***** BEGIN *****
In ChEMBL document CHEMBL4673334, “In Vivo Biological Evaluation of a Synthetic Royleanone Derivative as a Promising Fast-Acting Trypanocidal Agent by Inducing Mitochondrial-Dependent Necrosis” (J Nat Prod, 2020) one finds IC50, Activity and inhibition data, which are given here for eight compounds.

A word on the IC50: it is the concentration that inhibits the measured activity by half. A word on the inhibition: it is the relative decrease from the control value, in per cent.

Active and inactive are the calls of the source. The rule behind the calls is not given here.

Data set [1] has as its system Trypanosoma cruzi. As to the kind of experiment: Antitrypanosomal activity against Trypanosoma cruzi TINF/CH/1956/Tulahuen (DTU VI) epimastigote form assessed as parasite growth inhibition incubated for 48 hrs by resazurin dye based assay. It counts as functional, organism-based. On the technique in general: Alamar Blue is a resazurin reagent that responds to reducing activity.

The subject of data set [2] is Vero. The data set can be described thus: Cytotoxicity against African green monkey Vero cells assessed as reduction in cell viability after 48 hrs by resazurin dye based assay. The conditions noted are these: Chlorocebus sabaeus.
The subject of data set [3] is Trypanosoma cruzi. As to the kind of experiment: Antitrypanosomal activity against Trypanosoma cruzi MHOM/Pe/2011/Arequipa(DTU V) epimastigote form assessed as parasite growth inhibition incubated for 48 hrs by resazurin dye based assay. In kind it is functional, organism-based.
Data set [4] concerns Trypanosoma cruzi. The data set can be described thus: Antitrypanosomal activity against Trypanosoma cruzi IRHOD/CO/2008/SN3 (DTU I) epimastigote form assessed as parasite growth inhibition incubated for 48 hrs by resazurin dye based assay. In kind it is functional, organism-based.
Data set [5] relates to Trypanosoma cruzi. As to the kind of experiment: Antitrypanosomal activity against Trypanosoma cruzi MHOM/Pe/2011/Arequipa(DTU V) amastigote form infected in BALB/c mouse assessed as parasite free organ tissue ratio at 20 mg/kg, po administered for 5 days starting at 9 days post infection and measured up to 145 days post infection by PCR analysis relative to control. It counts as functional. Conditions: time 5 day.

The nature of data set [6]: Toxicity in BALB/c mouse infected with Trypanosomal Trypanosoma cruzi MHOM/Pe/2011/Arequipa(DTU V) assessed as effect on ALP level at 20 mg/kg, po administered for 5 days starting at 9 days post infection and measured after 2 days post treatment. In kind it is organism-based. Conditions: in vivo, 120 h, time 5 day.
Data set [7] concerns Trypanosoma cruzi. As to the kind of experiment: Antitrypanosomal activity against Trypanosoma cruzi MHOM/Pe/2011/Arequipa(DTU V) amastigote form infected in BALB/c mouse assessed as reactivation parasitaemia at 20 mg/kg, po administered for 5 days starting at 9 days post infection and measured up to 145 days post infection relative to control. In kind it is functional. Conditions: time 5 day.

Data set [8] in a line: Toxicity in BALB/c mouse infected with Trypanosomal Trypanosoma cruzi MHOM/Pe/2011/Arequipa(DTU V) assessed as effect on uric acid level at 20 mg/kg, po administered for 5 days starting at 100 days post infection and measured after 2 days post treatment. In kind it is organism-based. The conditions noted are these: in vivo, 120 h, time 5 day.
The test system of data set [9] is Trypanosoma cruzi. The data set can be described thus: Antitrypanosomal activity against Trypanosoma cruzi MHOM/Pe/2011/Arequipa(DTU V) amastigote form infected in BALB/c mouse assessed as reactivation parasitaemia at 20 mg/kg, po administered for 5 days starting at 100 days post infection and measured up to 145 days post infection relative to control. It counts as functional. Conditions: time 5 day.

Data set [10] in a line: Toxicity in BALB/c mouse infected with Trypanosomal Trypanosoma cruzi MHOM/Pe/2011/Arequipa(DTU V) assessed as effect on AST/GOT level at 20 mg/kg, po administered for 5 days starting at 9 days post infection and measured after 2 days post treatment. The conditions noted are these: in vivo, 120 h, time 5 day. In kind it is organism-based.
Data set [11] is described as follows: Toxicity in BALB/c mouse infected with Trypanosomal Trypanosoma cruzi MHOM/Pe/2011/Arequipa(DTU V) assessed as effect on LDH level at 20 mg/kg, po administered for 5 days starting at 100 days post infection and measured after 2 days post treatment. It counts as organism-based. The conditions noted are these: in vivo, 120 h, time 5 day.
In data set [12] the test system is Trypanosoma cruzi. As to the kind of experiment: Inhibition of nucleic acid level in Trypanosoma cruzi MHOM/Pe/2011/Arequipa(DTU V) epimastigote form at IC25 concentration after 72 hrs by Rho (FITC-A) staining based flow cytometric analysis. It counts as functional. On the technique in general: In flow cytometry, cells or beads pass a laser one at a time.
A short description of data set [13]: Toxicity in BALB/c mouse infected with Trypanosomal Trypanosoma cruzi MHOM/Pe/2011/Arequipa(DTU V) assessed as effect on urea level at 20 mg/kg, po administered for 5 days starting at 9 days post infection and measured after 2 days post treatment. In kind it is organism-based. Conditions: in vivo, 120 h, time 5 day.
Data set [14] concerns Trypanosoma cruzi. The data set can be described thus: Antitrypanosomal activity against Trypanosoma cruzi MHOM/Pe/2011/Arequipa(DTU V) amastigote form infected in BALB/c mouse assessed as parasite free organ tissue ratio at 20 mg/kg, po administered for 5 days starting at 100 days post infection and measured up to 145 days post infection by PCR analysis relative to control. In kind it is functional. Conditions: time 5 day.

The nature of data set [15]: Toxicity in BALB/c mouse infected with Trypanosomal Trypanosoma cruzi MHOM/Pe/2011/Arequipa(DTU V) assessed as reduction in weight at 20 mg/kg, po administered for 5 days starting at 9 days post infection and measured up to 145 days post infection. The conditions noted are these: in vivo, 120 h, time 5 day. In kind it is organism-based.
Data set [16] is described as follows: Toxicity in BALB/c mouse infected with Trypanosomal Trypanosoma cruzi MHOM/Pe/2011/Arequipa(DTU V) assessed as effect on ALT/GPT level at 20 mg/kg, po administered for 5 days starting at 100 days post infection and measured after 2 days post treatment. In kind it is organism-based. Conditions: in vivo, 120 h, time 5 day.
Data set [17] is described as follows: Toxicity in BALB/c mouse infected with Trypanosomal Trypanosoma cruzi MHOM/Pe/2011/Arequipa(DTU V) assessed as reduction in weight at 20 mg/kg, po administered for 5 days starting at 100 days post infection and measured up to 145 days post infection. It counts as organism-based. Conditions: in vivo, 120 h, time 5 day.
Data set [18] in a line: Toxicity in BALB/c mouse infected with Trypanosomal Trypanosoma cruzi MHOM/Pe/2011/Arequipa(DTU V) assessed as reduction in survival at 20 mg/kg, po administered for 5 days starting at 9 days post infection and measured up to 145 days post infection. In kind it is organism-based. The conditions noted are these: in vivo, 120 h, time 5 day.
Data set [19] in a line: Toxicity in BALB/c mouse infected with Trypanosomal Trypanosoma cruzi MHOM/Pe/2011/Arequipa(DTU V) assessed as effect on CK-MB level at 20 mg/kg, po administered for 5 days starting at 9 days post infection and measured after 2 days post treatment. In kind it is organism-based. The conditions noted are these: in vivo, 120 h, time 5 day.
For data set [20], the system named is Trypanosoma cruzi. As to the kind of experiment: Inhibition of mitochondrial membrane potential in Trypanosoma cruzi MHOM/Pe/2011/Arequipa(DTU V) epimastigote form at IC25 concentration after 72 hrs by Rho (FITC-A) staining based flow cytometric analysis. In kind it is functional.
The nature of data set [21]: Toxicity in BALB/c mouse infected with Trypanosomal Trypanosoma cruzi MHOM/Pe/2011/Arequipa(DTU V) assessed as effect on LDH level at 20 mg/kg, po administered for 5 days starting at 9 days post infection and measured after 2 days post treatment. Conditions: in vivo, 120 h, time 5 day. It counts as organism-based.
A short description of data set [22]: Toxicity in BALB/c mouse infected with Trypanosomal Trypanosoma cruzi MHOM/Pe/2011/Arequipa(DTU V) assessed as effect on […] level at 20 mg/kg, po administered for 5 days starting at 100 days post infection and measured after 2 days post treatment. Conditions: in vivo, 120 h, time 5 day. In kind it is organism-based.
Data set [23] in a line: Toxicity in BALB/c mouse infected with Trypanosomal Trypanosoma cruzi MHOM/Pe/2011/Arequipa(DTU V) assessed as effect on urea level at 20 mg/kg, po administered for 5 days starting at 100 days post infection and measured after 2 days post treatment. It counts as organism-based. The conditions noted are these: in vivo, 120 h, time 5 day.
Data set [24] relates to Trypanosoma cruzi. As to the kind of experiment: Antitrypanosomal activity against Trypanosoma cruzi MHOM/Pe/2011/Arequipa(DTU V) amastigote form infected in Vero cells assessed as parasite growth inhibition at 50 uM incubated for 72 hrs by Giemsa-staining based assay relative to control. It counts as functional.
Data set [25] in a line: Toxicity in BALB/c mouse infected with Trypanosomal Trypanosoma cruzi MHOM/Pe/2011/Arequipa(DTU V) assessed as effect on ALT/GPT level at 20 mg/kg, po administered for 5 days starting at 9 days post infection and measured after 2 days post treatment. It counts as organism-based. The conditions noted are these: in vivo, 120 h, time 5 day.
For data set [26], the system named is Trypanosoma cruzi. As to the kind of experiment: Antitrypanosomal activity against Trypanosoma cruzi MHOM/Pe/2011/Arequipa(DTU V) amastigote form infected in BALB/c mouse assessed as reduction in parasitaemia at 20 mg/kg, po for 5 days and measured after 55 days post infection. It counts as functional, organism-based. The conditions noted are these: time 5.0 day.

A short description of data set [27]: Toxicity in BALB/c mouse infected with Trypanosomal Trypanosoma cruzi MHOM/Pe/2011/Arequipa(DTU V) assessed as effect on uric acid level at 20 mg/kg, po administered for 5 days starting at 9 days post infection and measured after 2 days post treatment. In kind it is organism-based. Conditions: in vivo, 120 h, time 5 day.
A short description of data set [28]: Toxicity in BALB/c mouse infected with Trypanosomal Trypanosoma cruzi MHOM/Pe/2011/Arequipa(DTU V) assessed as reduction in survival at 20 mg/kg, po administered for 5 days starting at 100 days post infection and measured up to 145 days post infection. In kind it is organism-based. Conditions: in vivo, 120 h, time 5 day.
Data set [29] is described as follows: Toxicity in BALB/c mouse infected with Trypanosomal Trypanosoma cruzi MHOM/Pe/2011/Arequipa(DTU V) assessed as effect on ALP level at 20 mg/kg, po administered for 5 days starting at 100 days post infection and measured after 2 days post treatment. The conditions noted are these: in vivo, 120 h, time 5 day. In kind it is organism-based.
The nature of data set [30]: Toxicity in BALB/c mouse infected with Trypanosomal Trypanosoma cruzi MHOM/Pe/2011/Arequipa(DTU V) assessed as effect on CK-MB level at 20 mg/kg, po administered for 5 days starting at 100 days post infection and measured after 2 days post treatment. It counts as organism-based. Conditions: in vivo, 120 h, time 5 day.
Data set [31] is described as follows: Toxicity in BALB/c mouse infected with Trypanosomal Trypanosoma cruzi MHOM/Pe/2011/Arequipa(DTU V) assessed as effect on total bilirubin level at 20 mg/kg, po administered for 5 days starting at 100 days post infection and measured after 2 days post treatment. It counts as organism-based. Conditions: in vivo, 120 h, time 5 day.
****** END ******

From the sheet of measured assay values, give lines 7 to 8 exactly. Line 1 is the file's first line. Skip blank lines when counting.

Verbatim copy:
Data set [4] concerns Trypanosoma cruzi. The data set can be described thus: Antitrypanosomal activity against Trypanosoma cruzi IRHOD/CO/2008/SN3 (DTU I) epimastigote form assessed as parasite growth inhibition incubated for 48 hrs by resazurin dye based assay. In kind it is functional, organism-based.
Data set [5] relates to Trypanosoma cruzi. As to the kind of experiment: Antitrypanosomal activity against Trypanosoma cruzi MHOM/Pe/2011/Arequipa(DTU V) amastigote form infected in BALB/c mouse assessed as parasite free organ tissue ratio at 20 mg/kg, po administered for 5 days starting at 9 days post infection and measured up to 145 days post infection by PCR analysis relative to control. It counts as functional. Conditions: time 5 day.